Born: March 3, 1921
Raised by religious Jewish parents, Boleslaw and his older sister grew up in an apartment complex in a Jewish section of Warsaw. His father worked as an accountant. When Boleslaw was 8 years old, his mother died, and an aunt moved in to help raise him and his sister. Boleslaw loved electronics. When he was 10 years old, he succeeded in building a portable radio.
1933-39: The Germans attacked Warsaw on September 8, 1939. The bombing was relentless. Boleslaw's father wouldn't leave his ill relatives but Boleslaw and his sister decided to escape. Frenzied crowds separated them from their father at the station. They didn't get to say goodbye before boarding a train for the Soviet border. Arriving at a little village on the Polish side, they paid a man to lead them by foot through the forests to the Soviet side.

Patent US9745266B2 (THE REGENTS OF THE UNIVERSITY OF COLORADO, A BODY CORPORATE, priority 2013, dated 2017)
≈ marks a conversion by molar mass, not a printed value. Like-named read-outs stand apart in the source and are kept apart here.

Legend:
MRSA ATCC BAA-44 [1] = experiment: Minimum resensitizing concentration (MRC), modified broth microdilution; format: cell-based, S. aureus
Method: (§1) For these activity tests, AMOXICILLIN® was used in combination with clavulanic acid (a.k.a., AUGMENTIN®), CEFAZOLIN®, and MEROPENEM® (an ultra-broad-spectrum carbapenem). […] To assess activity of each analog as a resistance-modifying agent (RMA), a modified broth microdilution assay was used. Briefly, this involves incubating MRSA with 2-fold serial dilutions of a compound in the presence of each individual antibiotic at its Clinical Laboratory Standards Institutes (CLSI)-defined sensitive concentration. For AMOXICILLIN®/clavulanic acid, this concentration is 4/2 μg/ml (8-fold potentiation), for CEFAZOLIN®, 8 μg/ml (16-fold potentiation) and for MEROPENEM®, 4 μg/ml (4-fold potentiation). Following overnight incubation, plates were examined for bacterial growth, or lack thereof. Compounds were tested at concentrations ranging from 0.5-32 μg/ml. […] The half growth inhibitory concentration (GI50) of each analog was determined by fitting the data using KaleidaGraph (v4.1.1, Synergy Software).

1940-44: By the winter of 1942 Boleslaw was in a labor camp. He fell so ill with typhus that he couldn't eat. He promised his bread ration to another prisoner, so he'd prop him up during roll call. One day Boleslaw couldn't take it anymore. He tied a belt to an upper bunk, put the other end around his neck, and jumped off. The next thing he remembered, he was lying on the floor of the barracks. The other prisoner was trying to revive him, shouting, "Hurry, you'll miss today's bread rations."
Boleslaw was liberated by the Soviets at Theresienstadt in Czechoslovakia. After several years in a displaced persons camp, he immigrated to the United States in 1949.